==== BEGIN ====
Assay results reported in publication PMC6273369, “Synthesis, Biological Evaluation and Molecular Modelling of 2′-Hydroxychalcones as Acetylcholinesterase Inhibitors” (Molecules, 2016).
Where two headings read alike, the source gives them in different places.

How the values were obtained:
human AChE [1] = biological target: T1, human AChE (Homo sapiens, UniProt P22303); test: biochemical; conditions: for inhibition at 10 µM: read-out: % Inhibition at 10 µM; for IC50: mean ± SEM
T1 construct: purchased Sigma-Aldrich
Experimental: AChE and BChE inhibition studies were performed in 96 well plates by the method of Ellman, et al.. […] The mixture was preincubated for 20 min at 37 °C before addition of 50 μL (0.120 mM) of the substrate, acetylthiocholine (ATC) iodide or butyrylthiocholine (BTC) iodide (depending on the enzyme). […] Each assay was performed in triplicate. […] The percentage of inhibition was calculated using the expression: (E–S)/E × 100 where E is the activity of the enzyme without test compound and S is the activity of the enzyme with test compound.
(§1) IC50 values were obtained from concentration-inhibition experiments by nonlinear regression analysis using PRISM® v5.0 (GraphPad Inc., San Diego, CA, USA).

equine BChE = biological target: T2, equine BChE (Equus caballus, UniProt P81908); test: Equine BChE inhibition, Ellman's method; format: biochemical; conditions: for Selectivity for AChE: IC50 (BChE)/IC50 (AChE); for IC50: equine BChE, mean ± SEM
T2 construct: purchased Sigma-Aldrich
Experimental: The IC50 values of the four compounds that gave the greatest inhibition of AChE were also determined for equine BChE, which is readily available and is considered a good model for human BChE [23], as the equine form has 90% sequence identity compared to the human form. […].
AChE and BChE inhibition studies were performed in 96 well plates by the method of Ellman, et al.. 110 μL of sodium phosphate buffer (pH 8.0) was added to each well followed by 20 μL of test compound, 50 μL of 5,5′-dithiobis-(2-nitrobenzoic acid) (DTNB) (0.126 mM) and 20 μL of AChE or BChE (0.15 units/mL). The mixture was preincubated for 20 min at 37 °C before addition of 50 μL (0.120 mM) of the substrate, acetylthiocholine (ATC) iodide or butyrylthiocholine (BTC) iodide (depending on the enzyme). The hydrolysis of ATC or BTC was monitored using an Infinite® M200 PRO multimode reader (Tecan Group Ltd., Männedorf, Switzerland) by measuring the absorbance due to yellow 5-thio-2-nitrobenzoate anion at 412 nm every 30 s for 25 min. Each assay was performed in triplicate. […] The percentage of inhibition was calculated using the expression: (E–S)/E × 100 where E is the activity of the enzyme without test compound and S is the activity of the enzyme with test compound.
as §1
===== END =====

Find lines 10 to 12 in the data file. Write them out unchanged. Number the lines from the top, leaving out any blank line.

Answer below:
Experimental: The IC50 values of the four compounds that gave the greatest inhibition of AChE were also determined for equine BChE, which is readily available and is considered a good model for human BChE [23], as the equine form has 90% sequence identity compared to the human form. […].
AChE and BChE inhibition studies were performed in 96 well plates by the method of Ellman, et al.. 110 μL of sodium phosphate buffer (pH 8.0) was added to each well followed by 20 μL of test compound, 50 μL of 5,5′-dithiobis-(2-nitrobenzoic acid) (DTNB) (0.126 mM) and 20 μL of AChE or BChE (0.15 units/mL). The mixture was preincubated for 20 min at 37 °C before addition of 50 μL (0.120 mM) of the substrate, acetylthiocholine (ATC) iodide or butyrylthiocholine (BTC) iodide (depending on the enzyme). The hydrolysis of ATC or BTC was monitored using an Infinite® M200 PRO multimode reader (Tecan Group Ltd., Männedorf, Switzerland) by measuring the absorbance due to yellow 5-thio-2-nitrobenzoate anion at 412 nm every 30 s for 25 min. Each assay was performed in triplicate. […] The percentage of inhibition was calculated using the expression: (E–S)/E × 100 where E is the activity of the enzyme without test compound and S is the activity of the enzyme with test compound.
as §1